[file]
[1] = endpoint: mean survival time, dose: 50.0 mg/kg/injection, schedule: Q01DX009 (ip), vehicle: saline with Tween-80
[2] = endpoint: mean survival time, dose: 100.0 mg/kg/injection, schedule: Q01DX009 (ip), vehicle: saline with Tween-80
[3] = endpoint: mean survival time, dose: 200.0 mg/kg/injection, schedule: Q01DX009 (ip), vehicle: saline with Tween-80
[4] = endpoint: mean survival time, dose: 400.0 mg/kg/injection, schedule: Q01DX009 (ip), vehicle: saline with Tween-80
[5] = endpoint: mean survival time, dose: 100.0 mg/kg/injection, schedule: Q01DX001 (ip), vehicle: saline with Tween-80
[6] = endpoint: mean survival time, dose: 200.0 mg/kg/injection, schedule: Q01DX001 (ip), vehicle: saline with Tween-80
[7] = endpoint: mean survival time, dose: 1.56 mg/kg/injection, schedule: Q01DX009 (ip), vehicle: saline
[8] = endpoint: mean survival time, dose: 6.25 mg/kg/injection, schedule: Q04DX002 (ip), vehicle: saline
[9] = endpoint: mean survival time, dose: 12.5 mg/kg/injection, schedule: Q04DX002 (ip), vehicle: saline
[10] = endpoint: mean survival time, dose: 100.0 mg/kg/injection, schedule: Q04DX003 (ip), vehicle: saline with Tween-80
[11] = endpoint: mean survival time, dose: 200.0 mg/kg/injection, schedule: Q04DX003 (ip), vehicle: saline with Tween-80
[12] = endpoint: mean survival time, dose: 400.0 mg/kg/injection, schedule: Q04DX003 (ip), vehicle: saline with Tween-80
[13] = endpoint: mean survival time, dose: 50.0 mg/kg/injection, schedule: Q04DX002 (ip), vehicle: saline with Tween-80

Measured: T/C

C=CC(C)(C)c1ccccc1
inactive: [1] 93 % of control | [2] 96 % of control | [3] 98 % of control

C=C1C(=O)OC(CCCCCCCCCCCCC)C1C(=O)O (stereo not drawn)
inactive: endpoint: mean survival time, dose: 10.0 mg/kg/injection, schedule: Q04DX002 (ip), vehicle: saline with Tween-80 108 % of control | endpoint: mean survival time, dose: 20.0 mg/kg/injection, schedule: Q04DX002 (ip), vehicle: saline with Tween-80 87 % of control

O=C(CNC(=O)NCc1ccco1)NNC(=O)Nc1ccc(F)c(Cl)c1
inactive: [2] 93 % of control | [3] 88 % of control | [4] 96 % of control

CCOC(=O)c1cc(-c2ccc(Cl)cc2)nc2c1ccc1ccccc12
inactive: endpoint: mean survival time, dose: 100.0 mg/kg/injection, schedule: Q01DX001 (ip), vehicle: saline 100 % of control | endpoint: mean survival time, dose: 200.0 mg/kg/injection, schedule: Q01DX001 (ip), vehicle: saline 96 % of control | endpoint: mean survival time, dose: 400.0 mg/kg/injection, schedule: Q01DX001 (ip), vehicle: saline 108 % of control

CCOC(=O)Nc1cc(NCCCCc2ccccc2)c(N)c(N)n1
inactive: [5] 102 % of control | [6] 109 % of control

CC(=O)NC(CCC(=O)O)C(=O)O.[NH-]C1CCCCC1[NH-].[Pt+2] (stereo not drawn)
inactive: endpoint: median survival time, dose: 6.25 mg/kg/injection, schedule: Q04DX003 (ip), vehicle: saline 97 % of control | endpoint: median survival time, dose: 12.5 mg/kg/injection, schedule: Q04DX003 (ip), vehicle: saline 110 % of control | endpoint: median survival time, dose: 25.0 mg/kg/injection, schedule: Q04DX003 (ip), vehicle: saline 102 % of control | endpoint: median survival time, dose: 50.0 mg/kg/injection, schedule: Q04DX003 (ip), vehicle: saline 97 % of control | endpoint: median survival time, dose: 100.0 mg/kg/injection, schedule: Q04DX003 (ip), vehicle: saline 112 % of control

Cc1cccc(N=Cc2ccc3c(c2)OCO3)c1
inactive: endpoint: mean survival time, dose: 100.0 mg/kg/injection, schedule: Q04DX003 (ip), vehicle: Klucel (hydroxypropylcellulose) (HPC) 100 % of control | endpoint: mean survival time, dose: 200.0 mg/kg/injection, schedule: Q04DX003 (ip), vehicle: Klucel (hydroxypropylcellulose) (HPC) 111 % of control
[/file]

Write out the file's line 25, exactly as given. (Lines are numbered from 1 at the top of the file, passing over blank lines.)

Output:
CC(=O)NC(CCC(=O)O)C(=O)O.[NH-]C1CCCCC1[NH-].[Pt+2] (stereo not drawn)